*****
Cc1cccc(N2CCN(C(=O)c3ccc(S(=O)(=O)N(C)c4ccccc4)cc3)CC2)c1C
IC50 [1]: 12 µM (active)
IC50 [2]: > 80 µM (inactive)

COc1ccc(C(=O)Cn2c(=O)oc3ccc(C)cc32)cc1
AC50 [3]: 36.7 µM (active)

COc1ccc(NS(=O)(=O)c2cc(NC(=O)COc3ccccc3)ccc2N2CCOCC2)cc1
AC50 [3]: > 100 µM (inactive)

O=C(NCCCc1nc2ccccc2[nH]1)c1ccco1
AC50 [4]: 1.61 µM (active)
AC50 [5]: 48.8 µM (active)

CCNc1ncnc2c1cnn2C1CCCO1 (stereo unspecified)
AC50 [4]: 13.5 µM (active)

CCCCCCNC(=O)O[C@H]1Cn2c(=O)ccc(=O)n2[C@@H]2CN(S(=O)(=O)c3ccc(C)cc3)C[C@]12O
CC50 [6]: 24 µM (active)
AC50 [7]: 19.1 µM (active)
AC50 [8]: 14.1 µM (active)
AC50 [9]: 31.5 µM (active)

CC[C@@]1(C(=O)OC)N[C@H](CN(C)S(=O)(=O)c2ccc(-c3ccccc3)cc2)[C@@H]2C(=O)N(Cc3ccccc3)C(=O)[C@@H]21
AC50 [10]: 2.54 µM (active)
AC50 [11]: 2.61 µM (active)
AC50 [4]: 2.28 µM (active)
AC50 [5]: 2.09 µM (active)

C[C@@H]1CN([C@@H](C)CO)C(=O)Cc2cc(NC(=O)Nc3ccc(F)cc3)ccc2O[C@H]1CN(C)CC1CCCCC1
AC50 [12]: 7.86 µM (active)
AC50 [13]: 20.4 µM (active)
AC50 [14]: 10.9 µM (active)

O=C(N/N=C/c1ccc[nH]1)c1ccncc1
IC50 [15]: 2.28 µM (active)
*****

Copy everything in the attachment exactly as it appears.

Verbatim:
Cc1cccc(N2CCN(C(=O)c3ccc(S(=O)(=O)N(C)c4ccccc4)cc3)CC2)c1C
IC50 [1]: 12 µM (active)
IC50 [2]: > 80 µM (inactive)

COc1ccc(C(=O)Cn2c(=O)oc3ccc(C)cc32)cc1
AC50 [3]: 36.7 µM (active)

COc1ccc(NS(=O)(=O)c2cc(NC(=O)COc3ccccc3)ccc2N2CCOCC2)cc1
AC50 [3]: > 100 µM (inactive)

O=C(NCCCc1nc2ccccc2[nH]1)c1ccco1
AC50 [4]: 1.61 µM (active)
AC50 [5]: 48.8 µM (active)

CCNc1ncnc2c1cnn2C1CCCO1 (stereo unspecified)
AC50 [4]: 13.5 µM (active)

CCCCCCNC(=O)O[C@H]1Cn2c(=O)ccc(=O)n2[C@@H]2CN(S(=O)(=O)c3ccc(C)cc3)C[C@]12O
CC50 [6]: 24 µM (active)
AC50 [7]: 19.1 µM (active)
AC50 [8]: 14.1 µM (active)
AC50 [9]: 31.5 µM (active)

CC[C@@]1(C(=O)OC)N[C@H](CN(C)S(=O)(=O)c2ccc(-c3ccccc3)cc2)[C@@H]2C(=O)N(Cc3ccccc3)C(=O)[C@@H]21
AC50 [10]: 2.54 µM (active)
AC50 [11]: 2.61 µM (active)
AC50 [4]: 2.28 µM (active)
AC50 [5]: 2.09 µM (active)

C[C@@H]1CN([C@@H](C)CO)C(=O)Cc2cc(NC(=O)Nc3ccc(F)cc3)ccc2O[C@H]1CN(C)CC1CCCCC1
AC50 [12]: 7.86 µM (active)
AC50 [13]: 20.4 µM (active)
AC50 [14]: 10.9 µM (active)

O=C(N/N=C/c1ccc[nH]1)c1ccncc1
IC50 [15]: 2.28 µM (active)